Art in Harms’ Way in the Chilliwack gallery

There will be 75 original works by Harms on display, some for sale at the upcoming show Feb. 19 to March 28.

Artist reception for Art in Harms' Way show is set for Saturday

Artist reception for Art in Harms' Way show is set for Saturday

It’s an opportunity to see oil and watercolour paintings by Chilliwack artist and entrepreneur Robert V. Harms.

There will be 75 original works on display, some for sale at the upcoming show.

The exhibit, Art in Harms’ Way, will be at the Chilliwack Gallery in the Chilliwack Cultural Centre from February 19 to March 28. Harms will also be launching a book about his life and his paintings, Works of Consequence.

The artist was born in Swift Current, Saskatchewan in 1940.

He moved to Chilliwack and attended Chilliwack secondary, graduating 1958, 1959 and finally 1960, with a major in Art, before earning a BA in English and Psychology from UBC. He took some Pre-Architectural and Art Design courses and in 1969 he completed his Master’s Degree in School Administration, graduating at the top of his class.

“Not bad for a dyslexic who was considered to be retarded in the first grade,” he laughs.

With all that education he went back to his Alma Mater as a teacher at Chilliwack Senior High School. It was a hesitant start but after two years he was voted the most popular teacher.

His years as an art teacher were very productive. He ran his class like an open studio, frequently working alongside his students. There are many Chilliwack residents in their 30s and 40s who remember Mr. Harms as being a friendly, strict but fair teacher and administrator. Many thank him for steering them towards a career in art and design.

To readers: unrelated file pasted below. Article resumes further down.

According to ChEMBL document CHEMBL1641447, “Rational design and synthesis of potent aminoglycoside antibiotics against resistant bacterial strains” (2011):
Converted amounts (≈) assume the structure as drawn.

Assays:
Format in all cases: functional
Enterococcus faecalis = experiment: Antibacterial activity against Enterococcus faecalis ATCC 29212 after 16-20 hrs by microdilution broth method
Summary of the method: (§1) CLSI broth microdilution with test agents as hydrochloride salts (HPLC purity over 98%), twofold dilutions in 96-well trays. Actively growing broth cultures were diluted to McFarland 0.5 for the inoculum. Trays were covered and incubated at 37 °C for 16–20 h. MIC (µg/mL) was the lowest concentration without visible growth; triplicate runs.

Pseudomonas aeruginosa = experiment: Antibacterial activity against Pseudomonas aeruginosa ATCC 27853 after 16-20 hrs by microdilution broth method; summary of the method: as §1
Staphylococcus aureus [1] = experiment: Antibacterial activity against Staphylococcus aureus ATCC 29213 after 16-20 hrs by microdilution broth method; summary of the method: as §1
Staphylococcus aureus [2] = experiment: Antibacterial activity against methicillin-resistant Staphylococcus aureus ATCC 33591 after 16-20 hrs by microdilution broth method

The desire to be a true Renaissance man led him to get involved in professional wrestling. He was known in the ring as the “Magnificent Mennonite – Canada’s Handsomest Athlete: with a body that men feared and women desired.”  His parents always told him that Mennonites were pacifists True to his up bringing, “he would ‘pass a fist’ wherever it was needed to defeat his opponents.”

In his 40th year he realized that he had three bad habits: smoking cigars, drinking coffee and teaching school. He decided to give them all up to develop property.

His first attempt was to develop a motel in which every room would display two original paintings. The motel was never built but he did create some 60 watercolours, which were eventually displayed along with several mosaics and a thousand pound carving of a Unicorn, at a project that was completed, his nightclub The Blue Unicorn. The Cabaret business allowed him to leave teaching, and eventually also the cabaret business. His investments have allowed him to become the patron of his favorite painter of contemporary oils – himself.

He and his wife of many years currently live on a genteel estate on the Hope River. He built the house on riverfront acreage to showcase his artwork and sense of design. It also contains an art gallery, which is home to the Harms’ permanent collection.  Harms said he likes to think of it as “The Harmitage.”

His paintings have also been exhibited in solo and group shows in Canada and the United States, many have been displayed in private collections all over the world.

Artist reception for Art in Harms’ Way is set for Saturday, Feb. 21 from 1 p.m. to 3 p.m.